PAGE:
9 June 2004 | nk_gillen
The Spy Who Went Into the Cold
Carol Reed, a film craftsman of the highest order, directed this wartime spy-thriller. Though it may feel routine, there are individual scenes and performers who remain vivid: the egoism of Rex Harrison's British agent; the vulnerability of Margaret Lockwood's wartime refugee; the naked sensitivity of Paul Henreid's villain. All in all, an interesting romantic triangle. The story chronicles events leading up to September 3, 1939 - the day France and England declared war on Germany after Panzers and Stukas invaded Poland.
"Night Train" actually opens in '38, however, as the camera tracks into Hitler's mountain retreat over Berchtesgaden, as we witness the dictator ordering the Czech occupation. Hitler desires not only territory, but the talented scientists within - geniuses such as Axel Bomasch, an industrial wizard who just barely escapes the S.S. and flies safely to England, where he is safeguarded by a British Intelligence officer, code name "Gus Bennett" (Harrison). However, Bomasch's daughter, Anna (Ms. Lockwood), is caught and imprisoned in a Nazi concentration-camp where she befriends fellow inmate Karl Marsen (Henreid). They both successfully escape and sail a tramp steamer for England: Anna, to re-unite with her father; and Marsen, to make contact with those who share his real allegiance - to the Third Reich. With the help of an oculist (Felix Aylmer), planted in England years before by the Abwehr, Marsen abducts both Bomasch and Anna, who are transported to Berlin. Bennett, angry at his own lapse in security, volunteers to travel to Germany disguised as an officer of Hitler's High Command in order to retrieve the pair.
The film then accelerates into a series of tense confrontations between Bennett and those he hopes to dupe, in both Berlin and on a train to Munich. The action culminates in a skillfully directed chase scene climaxing on the Swiss border, where the term "cliff- hanger" takes on literal meaning. Along the way, there appear various secondary characters - the 'team' of Basil Radford and Naunton Wayne, for example, are thrown in for their droll, underplaying of some cleverly written dialogue ("No copies of Punch?! Hmmm. Must have sold out."). But the real comic relief is provided by Irene Handl as a German stationmaster who, in one scene, brushes off the "gentlemen," Radford and Wayne, like so much confetti. Her scene-stealing marks the highest moment of levity in the film.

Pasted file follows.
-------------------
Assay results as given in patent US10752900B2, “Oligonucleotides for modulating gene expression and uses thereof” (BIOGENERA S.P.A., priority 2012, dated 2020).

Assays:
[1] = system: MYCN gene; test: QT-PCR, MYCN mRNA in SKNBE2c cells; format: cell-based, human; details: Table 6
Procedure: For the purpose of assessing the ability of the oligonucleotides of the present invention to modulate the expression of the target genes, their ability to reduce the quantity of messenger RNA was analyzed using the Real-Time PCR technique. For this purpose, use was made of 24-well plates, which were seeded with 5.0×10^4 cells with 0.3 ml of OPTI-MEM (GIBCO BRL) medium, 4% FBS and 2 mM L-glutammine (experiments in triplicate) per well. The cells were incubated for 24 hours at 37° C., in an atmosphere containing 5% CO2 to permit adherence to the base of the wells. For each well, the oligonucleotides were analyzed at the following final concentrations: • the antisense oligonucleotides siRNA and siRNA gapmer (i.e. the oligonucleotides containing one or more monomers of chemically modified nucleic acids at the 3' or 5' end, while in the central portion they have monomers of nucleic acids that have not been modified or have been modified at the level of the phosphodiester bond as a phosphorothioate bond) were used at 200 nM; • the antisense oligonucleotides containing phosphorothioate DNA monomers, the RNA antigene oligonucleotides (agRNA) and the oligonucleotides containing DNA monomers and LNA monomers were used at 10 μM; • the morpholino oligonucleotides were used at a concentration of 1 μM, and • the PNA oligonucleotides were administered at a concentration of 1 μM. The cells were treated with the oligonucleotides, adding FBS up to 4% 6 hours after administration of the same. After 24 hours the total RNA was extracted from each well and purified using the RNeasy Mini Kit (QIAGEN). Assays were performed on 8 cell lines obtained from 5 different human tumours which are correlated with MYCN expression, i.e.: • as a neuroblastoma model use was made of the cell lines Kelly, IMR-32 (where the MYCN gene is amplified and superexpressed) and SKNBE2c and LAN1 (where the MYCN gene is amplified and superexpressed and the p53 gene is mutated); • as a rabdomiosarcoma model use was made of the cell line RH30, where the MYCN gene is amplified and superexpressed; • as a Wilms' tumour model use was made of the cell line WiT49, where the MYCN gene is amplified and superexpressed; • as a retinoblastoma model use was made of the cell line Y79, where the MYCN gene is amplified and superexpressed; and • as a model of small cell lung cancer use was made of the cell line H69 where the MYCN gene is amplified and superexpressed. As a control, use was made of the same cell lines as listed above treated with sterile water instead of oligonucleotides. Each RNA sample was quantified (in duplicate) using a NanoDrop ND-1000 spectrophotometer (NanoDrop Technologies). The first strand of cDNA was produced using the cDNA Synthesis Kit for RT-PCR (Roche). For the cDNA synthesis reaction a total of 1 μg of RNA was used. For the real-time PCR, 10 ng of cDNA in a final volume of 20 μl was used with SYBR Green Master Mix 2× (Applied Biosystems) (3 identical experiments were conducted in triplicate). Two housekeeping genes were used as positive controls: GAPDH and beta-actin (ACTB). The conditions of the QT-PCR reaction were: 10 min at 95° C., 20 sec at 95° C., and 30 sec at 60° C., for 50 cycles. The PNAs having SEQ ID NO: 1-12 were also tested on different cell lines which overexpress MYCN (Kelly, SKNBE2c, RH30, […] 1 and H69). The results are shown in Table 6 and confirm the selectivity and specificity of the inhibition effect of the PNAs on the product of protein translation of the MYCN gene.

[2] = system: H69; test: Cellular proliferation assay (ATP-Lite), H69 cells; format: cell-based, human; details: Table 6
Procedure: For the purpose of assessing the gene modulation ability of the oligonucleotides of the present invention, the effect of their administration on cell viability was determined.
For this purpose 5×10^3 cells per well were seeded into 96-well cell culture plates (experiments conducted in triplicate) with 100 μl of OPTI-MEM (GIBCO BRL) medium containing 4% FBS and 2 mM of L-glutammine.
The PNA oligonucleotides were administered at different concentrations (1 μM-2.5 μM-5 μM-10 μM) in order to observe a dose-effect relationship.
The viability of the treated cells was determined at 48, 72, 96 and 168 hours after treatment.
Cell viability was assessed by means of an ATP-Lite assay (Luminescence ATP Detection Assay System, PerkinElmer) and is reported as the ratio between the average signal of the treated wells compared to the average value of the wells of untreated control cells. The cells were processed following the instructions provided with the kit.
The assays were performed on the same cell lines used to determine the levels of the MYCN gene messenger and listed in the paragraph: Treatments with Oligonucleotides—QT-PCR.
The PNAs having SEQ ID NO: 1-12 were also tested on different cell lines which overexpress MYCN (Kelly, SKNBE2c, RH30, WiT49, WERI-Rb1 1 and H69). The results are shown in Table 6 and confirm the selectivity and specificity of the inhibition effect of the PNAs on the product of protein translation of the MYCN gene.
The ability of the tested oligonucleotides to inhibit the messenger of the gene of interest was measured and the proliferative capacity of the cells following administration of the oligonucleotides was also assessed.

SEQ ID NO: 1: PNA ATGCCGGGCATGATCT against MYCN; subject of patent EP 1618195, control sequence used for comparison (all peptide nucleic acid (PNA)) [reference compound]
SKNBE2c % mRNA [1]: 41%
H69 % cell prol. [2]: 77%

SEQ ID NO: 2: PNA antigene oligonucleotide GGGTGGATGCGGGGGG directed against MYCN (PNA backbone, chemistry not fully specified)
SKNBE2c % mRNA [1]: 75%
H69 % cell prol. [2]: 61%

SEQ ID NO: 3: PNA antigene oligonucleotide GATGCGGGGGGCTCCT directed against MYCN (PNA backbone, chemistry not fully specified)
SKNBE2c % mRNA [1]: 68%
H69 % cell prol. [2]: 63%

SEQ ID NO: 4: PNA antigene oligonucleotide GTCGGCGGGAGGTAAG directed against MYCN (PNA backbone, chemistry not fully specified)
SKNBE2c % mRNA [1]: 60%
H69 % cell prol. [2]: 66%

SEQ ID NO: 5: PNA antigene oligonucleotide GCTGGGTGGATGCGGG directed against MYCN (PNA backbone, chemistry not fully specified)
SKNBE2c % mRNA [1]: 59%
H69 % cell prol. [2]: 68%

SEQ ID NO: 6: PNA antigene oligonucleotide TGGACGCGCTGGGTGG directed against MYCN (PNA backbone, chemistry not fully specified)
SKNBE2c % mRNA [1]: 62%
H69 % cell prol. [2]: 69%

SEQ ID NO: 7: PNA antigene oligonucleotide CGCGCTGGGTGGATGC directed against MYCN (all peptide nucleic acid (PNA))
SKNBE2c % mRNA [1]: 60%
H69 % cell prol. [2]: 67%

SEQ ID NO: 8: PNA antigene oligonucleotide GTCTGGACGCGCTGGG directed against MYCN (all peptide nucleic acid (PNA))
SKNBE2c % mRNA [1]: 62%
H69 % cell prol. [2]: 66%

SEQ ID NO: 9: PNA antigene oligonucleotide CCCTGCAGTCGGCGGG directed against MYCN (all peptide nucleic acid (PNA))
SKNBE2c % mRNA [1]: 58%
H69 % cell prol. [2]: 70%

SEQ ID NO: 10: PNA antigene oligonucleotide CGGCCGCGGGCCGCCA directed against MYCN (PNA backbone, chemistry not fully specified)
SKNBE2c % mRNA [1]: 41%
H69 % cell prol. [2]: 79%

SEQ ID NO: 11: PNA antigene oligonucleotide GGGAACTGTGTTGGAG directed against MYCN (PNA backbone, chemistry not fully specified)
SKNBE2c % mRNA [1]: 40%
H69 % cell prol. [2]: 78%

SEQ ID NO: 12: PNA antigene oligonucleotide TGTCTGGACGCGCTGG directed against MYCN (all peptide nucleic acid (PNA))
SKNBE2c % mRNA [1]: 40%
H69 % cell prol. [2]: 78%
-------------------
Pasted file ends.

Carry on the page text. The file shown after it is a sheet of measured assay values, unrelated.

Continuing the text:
The one element in Carol Reed's storytelling that always distinguished him as a director was a quality he shared with Jean Renoir - the generous feeling he conveyed toward all of his characters. Human flaws and defects such as professional incompetence and blind allegiance are noted but tolerated. The rigid bureaucracy of a dictatorial government is deftly satirized in the character of a German civil servant (Raymond Huntley) who, when confronted with a forged document that escaped his notice, is asked by his Nazi superiors if he knows what this will mean for him. The bureaucrat politely replies, "Yes. It means I shall have to sack my secretary."
And in "Night Train's" final frame, we observe Henreid's Nazi, jilted in more ways than one; yet Reed frames him sorrowfully, as if he were a sort of Universal Everyloser. Reed's sympathy, again, extends to all. Such unusual compassion on the part of a director is what finally separates "Night Train" from other propaganda films of the early Forties.